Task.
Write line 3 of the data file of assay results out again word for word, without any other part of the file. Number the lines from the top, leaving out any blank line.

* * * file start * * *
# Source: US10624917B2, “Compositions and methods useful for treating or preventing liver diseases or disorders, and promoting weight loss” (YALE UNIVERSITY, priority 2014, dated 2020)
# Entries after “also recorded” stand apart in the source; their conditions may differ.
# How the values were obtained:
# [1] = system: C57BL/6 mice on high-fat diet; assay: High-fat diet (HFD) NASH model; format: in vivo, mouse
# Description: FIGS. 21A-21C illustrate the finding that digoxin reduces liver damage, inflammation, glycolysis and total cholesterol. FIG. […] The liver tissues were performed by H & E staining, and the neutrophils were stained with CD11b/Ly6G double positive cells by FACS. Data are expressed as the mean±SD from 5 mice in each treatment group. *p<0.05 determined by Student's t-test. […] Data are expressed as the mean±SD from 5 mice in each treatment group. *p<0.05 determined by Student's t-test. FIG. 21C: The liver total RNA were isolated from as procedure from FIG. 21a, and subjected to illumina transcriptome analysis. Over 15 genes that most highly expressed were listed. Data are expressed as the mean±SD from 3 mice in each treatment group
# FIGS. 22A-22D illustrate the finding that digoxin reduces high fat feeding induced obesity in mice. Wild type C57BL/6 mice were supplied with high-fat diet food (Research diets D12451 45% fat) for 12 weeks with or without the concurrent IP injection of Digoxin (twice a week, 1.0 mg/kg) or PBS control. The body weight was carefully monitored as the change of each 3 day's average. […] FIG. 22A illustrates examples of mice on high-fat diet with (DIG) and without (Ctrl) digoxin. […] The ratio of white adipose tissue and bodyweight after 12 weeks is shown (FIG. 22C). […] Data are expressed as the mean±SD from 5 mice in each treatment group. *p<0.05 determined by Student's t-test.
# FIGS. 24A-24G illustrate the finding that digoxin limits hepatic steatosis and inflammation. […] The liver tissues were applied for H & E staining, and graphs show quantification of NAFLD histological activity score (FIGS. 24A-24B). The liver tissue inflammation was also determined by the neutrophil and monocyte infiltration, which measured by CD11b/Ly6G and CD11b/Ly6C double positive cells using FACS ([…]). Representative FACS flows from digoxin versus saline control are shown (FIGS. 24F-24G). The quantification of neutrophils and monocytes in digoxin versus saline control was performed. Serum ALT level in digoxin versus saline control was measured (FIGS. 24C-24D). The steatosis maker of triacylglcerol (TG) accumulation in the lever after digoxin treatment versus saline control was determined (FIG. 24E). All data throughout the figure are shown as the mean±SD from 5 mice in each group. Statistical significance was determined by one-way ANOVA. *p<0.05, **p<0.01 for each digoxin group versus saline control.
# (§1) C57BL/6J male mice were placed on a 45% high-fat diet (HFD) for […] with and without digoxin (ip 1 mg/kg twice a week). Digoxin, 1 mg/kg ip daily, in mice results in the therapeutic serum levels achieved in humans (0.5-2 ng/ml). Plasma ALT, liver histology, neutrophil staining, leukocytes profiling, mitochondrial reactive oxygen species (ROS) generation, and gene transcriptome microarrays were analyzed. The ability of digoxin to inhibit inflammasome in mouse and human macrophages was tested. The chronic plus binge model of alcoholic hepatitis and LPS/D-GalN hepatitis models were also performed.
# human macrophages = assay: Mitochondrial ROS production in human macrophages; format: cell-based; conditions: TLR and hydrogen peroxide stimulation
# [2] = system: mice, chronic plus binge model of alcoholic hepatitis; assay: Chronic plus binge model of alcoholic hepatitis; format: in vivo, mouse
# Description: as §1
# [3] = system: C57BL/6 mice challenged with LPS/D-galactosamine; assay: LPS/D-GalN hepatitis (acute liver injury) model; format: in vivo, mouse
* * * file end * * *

# How the values were obtained: